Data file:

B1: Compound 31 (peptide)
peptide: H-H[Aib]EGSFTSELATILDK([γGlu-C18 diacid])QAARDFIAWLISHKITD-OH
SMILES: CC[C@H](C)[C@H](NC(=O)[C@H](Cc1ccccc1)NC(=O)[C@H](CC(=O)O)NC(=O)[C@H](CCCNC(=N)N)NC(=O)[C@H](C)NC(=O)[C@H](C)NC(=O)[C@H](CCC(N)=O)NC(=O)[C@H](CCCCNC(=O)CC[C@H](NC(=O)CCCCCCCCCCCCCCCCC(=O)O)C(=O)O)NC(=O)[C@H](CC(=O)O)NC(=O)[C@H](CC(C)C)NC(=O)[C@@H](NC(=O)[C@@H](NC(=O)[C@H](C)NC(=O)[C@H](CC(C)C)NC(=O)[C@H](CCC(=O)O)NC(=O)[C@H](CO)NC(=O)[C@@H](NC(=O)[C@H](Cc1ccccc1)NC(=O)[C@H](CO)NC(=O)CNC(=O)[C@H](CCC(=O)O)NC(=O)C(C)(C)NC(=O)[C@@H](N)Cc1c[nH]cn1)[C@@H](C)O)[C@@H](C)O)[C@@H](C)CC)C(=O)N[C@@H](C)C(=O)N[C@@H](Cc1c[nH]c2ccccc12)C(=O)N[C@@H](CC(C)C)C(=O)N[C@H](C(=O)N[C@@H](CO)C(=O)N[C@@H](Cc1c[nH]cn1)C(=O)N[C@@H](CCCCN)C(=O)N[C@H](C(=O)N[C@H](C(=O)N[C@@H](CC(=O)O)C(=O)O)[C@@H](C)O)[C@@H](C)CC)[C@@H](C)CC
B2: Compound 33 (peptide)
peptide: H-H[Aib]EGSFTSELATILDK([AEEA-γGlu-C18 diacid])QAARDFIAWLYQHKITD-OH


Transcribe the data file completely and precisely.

B1: Compound 31 (peptide)
peptide: H-H[Aib]EGSFTSELATILDK([γGlu-C18 diacid])QAARDFIAWLISHKITD-OH
SMILES: CC[C@H](C)[C@H](NC(=O)[C@H](Cc1ccccc1)NC(=O)[C@H](CC(=O)O)NC(=O)[C@H](CCCNC(=N)N)NC(=O)[C@H](C)NC(=O)[C@H](C)NC(=O)[C@H](CCC(N)=O)NC(=O)[C@H](CCCCNC(=O)CC[C@H](NC(=O)CCCCCCCCCCCCCCCCC(=O)O)C(=O)O)NC(=O)[C@H](CC(=O)O)NC(=O)[C@H](CC(C)C)NC(=O)[C@@H](NC(=O)[C@@H](NC(=O)[C@H](C)NC(=O)[C@H](CC(C)C)NC(=O)[C@H](CCC(=O)O)NC(=O)[C@H](CO)NC(=O)[C@@H](NC(=O)[C@H](Cc1ccccc1)NC(=O)[C@H](CO)NC(=O)CNC(=O)[C@H](CCC(=O)O)NC(=O)C(C)(C)NC(=O)[C@@H](N)Cc1c[nH]cn1)[C@@H](C)O)[C@@H](C)O)[C@@H](C)CC)C(=O)N[C@@H](C)C(=O)N[C@@H](Cc1c[nH]c2ccccc12)C(=O)N[C@@H](CC(C)C)C(=O)N[C@H](C(=O)N[C@@H](CO)C(=O)N[C@@H](Cc1c[nH]cn1)C(=O)N[C@@H](CCCCN)C(=O)N[C@H](C(=O)N[C@H](C(=O)N[C@@H](CC(=O)O)C(=O)O)[C@@H](C)O)[C@@H](C)CC)[C@@H](C)CC
B2: Compound 33 (peptide)
peptide: H-H[Aib]EGSFTSELATILDK([AEEA-γGlu-C18 diacid])QAARDFIAWLYQHKITD-OH